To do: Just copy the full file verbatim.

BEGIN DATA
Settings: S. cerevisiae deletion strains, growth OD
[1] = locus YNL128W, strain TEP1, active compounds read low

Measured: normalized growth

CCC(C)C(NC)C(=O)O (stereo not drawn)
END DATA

Settings: S. cerevisiae deletion strains, growth OD
[1] = locus YNL128W, strain TEP1, active compounds read low

Measured: normalized growth

CCC(C)C(NC)C(=O)O (stereo not drawn)